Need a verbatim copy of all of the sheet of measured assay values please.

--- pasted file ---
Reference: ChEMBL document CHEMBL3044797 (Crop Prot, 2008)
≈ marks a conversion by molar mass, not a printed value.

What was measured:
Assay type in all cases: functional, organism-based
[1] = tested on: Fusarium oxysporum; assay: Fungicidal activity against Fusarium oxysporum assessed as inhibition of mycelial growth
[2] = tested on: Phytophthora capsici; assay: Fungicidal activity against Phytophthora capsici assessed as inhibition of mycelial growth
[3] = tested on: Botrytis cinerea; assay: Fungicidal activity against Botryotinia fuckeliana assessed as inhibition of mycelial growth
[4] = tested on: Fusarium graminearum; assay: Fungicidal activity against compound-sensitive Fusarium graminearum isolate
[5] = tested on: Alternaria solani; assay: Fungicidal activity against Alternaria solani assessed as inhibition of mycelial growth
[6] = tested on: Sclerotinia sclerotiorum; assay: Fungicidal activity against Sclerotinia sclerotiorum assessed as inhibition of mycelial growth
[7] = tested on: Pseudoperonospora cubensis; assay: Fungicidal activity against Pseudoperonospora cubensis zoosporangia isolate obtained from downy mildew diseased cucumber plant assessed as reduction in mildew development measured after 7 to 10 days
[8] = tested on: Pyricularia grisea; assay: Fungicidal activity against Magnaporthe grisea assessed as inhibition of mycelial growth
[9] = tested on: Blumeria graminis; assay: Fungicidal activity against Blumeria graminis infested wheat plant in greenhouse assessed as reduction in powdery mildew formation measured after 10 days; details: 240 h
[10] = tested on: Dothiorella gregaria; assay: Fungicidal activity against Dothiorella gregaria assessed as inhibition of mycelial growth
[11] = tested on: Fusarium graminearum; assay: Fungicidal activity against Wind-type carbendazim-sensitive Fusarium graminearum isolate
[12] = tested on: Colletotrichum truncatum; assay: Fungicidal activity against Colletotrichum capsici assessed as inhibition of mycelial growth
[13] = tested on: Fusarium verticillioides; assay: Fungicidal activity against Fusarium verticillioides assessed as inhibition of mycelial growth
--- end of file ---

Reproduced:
Reference: ChEMBL document CHEMBL3044797 (Crop Prot, 2008)
≈ marks a conversion by molar mass, not a printed value.

What was measured:
Assay type in all cases: functional, organism-based
[1] = tested on: Fusarium oxysporum; assay: Fungicidal activity against Fusarium oxysporum assessed as inhibition of mycelial growth
[2] = tested on: Phytophthora capsici; assay: Fungicidal activity against Phytophthora capsici assessed as inhibition of mycelial growth
[3] = tested on: Botrytis cinerea; assay: Fungicidal activity against Botryotinia fuckeliana assessed as inhibition of mycelial growth
[4] = tested on: Fusarium graminearum; assay: Fungicidal activity against compound-sensitive Fusarium graminearum isolate
[5] = tested on: Alternaria solani; assay: Fungicidal activity against Alternaria solani assessed as inhibition of mycelial growth
[6] = tested on: Sclerotinia sclerotiorum; assay: Fungicidal activity against Sclerotinia sclerotiorum assessed as inhibition of mycelial growth
[7] = tested on: Pseudoperonospora cubensis; assay: Fungicidal activity against Pseudoperonospora cubensis zoosporangia isolate obtained from downy mildew diseased cucumber plant assessed as reduction in mildew development measured after 7 to 10 days
[8] = tested on: Pyricularia grisea; assay: Fungicidal activity against Magnaporthe grisea assessed as inhibition of mycelial growth
[9] = tested on: Blumeria graminis; assay: Fungicidal activity against Blumeria graminis infested wheat plant in greenhouse assessed as reduction in powdery mildew formation measured after 10 days; details: 240 h
[10] = tested on: Dothiorella gregaria; assay: Fungicidal activity against Dothiorella gregaria assessed as inhibition of mycelial growth
[11] = tested on: Fusarium graminearum; assay: Fungicidal activity against Wind-type carbendazim-sensitive Fusarium graminearum isolate
[12] = tested on: Colletotrichum truncatum; assay: Fungicidal activity against Colletotrichum capsici assessed as inhibition of mycelial growth
[13] = tested on: Fusarium verticillioides; assay: Fungicidal activity against Fusarium verticillioides assessed as inhibition of mycelial growth